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Ransomware hack: what we can learn about VB6

by John Browne, on May 17, 2017 9:00:00 AM

Friday May 12 saw the worst cyber attack in years, as a worm (WannaCry, Wanna, or Wcry) spread through computer networks encrypting files and demanding a ransom of anywhere from $300 to $600.


The UK's National Health System was hit hard, causing hospitals in England and Scotland to basically shut down and forcing ambulances to divert to functioning emergency rooms. Telefonica in Spain was hit hard. Some estimates put the number of infected computers at 75k worldwide, with large infections in Ukraine, Russia, and China. XP computers were the most susceptible.

As of Monday, May 15, Ars Technica is reporting researchers believe the worm has North Korean origins. Propagation may have occurred both via phishing emails as well as a known vulnerability in Microsoft's SMB file-sharing protocol. The worm works through your local network, then starts firing off at random IP addresses. 

This is scary stuff.

Sadly, the source code for the attack apparently came from a release of archived exploits collected by the US National Security Agency (NSA). Even more sadly, Microsoft already patched their OS versions still in support back in March but because people either have bootlegged copies of OS or out of support versions like XP many computers were zapped. These same baddies attacked a SWIFT network in the Middle East earlier this year.

On Friday, responding to the severity of the attack, Microsoft took the unusual step of releasing a patch for three operating systems that are out of support: XP, Server 2003, and Vista.

Fortunately, Windows 10 is not vulnerable, nor are Win 7 & 8.x if current with updates. And note: the NHS in Wales was not affected, because they had recently updated their computer systems.

Why this matters

OS security and application security aren't the same thing and I'm not trying to scare you into thinking that Wcry can do something to your VB6 apps (or Silverlight or PowerBuilder ones either).

If you've got a VB6 app running on Windows 10, and you keep your OS up to date with all the Microsoft updates, you should be ok.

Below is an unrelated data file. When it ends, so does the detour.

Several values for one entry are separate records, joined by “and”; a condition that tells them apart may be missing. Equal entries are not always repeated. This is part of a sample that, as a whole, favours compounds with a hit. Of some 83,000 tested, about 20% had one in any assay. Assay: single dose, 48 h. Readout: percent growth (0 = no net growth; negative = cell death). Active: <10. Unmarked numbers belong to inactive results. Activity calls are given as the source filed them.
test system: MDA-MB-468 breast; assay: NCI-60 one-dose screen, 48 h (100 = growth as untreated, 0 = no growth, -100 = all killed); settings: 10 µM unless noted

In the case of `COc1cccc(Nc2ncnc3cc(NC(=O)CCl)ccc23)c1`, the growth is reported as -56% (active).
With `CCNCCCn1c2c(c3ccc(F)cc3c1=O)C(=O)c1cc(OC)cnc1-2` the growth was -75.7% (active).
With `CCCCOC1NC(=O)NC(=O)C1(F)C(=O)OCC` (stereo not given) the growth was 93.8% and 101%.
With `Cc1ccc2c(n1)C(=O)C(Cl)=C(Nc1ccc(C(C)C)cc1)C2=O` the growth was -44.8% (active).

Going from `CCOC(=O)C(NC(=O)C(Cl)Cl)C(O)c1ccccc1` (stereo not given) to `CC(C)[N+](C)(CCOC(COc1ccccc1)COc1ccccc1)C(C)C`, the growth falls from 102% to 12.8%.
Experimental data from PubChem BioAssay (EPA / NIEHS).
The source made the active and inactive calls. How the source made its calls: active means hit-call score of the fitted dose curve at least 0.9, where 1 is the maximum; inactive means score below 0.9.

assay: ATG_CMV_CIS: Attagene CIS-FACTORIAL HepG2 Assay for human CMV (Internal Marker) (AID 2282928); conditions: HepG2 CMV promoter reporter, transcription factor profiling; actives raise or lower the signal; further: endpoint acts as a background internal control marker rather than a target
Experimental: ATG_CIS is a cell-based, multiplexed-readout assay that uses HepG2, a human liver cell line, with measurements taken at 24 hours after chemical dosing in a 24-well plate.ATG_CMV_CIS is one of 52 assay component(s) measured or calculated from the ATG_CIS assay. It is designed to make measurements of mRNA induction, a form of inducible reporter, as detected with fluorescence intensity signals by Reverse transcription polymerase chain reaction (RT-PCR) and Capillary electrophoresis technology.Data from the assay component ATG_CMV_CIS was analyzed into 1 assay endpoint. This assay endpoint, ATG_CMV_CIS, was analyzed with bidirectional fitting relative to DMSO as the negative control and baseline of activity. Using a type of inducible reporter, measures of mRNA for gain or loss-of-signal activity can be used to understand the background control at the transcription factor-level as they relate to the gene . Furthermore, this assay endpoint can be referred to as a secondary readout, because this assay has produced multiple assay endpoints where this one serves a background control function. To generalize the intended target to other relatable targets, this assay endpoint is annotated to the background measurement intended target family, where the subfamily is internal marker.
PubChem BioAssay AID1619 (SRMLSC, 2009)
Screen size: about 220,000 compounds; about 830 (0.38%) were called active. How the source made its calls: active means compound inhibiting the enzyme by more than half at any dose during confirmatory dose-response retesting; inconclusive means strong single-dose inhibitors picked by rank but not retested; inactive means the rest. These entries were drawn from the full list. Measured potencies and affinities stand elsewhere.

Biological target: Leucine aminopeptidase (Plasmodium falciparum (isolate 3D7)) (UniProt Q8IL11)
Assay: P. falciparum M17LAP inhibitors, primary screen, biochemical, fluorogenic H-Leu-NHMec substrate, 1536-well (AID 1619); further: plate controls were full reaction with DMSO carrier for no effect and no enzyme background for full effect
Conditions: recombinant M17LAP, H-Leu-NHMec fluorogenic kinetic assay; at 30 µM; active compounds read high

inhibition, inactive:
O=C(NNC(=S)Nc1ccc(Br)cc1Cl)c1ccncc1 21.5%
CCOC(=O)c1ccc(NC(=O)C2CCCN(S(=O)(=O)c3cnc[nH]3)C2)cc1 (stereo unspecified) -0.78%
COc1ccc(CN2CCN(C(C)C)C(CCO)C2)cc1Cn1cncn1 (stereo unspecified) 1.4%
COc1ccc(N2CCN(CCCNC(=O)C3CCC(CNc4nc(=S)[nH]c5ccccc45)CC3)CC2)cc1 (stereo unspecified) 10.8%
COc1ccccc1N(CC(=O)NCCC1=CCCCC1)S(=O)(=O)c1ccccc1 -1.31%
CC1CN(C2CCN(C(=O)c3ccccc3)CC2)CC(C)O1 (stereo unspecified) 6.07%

If you've got a VB6 app running on Windows XP, 2003, or Vista, you're probably not reading this because you're too busy trying to figure out if you've got backups of all your now-encrypted files.

What matters is that old stuff is vulnerable. New stuff less so.

It's really that simple.

Old stuff is vulnerable not only because well, it's old, and that means when it was created people hadn't seen (and thus armed themselves against) all the exploits that have surfaced in the intervening years.

Old stuff is vulnerable because the code is crap and no one really knows if it's buttoned up nice and tight.

Old stuff is vulnerable because it relies on the full stack of other old stuff, some of which can be used against you.

Old stuff is vulnerable because--being old--the bad guys have had more time to play around with it and find weaknesses.

And finally old stuff is vulnerable when it uses COM objects about which you really don't know much--maybe they are connecting to servers in Moscow warehouses but it looks like perfectly innocent traffic if you bothered to run Fiddler all the time but you don't so you can't tell.

New stuff is safer

It just is. .NET is managed code--good luck trying to overflow a buffer. Good luck trying to write into someone else's address space. VB6 is cowboy code compared to .NET. HTML and JavaScript run in the browser--and modern browsers have chopped off support for nasty stuff like the Netscape Plugin API (NPAPI) that enabled Flash and Silverlight to be a vector for malware. C# is clean: you can make nice compact classes with it, keeping data private, all perfectly encapsulated. Sure you can do that with VB6 too, but is that really how that 20 year old app was written?

I doubt it.

What you don't know can kill you

The problem with exploits is we don't hear about them before they are released. Sometimes the way you learn about one is when you realize something terribly, horribly wrong has happened. To you. To your data. To your customer's data

What's going to happen to the patients in Britian's National Health System (NHS) whose electronic health records are now unretrievable? What's going to happen to whomever is responsible for NHS still running XP long after support ended? Why was this ever an option, for even 1 second, let alone months? Somebody will surely get fired. But real people might die because of this. 

Think about it: we're now in a world where ones and zeros can literally kill people. 

If that doesn't scare the hell out of you, I can't help you. But it if does, give us a call. We're in the business of making old stuff go away quicker, easier, and for less money than any other reasonable alternative. And we've put everything you need to get off VB6 right here.

Topics:application modernizationVB6


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